Stoop

by Jim Davis

Sitting on the front steps as the rain comes in. Call me
one’s demeanor through the doorway of a yurt, or
entering a psychic’s dojo through glow-string beads, or
talking to a child, or sitting on the steps
drinking Corona, listening to Dusk Ellington play rain.

When I sit I wear a bag on my head, painted like my downstairs
neighbor. Talking too much to a girl with a boyfriend, texting
as the page stipples with hushed early drizzle, warp.
I will map the brain someday. My childhood had a rooster
put to sleep–now there’s no way for me to wake.

Sometimes Sheila comes to sit, three hundred pounds soaking wet,
and she is because she walked here from the bus. She brought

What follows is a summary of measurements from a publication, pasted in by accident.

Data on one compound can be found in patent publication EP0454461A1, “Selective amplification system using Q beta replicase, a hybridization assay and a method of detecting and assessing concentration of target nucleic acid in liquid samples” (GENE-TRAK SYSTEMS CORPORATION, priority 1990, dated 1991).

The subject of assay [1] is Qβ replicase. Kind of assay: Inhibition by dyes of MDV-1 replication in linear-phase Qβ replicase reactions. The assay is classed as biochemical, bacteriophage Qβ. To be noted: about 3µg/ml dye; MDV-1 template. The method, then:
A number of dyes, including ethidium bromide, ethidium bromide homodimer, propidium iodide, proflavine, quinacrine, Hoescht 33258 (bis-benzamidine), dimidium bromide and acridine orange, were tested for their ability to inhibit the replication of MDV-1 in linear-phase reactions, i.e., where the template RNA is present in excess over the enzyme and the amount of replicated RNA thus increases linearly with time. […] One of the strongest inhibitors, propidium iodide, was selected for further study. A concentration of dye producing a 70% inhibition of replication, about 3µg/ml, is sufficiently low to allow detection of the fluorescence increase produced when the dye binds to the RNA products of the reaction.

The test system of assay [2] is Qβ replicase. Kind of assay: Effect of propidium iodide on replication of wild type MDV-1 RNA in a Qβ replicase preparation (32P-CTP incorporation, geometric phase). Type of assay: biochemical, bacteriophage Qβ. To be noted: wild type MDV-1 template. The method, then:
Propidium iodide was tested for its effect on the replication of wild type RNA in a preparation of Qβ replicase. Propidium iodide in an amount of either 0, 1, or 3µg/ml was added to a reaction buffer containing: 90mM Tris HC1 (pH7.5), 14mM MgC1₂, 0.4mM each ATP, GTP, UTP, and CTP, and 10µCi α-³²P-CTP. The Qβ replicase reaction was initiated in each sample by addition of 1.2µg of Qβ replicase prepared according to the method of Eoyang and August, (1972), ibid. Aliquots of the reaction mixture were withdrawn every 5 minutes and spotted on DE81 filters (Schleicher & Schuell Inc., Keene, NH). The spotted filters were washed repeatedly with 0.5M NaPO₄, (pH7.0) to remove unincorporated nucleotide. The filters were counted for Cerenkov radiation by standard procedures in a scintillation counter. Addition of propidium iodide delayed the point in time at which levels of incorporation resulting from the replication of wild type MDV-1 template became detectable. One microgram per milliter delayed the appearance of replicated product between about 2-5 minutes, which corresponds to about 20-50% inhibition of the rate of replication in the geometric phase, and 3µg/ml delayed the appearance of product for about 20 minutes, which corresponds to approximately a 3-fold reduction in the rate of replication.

baggies of honey baked ham, spiral cut. I like the smell
of her neck, a mix of sweat and perfume. If I asked her to
name every worm-eating animal, she’d forget me.

When we sit every color’s terra cotta, every shape is butter
lettuce fussing in the breeze. Someone else is living
in my hand-me-down sneakers. My favorite pain is too much
ginger. Tonight if I fall asleep standing up, there will be no noise
to wake me. I am especially regretful, as Sheila is

incapable of love. Music begins in the teeth
of the piano I haven’t bought but imagine hoisted up
the building to a window, where I’d look out over the stoop,
listening as it plays itself into the rhythm of the highway
and the dogs and birds and rain. They told me if you leave the city

you come back haunted. Deign. Stained with gallant imaginings.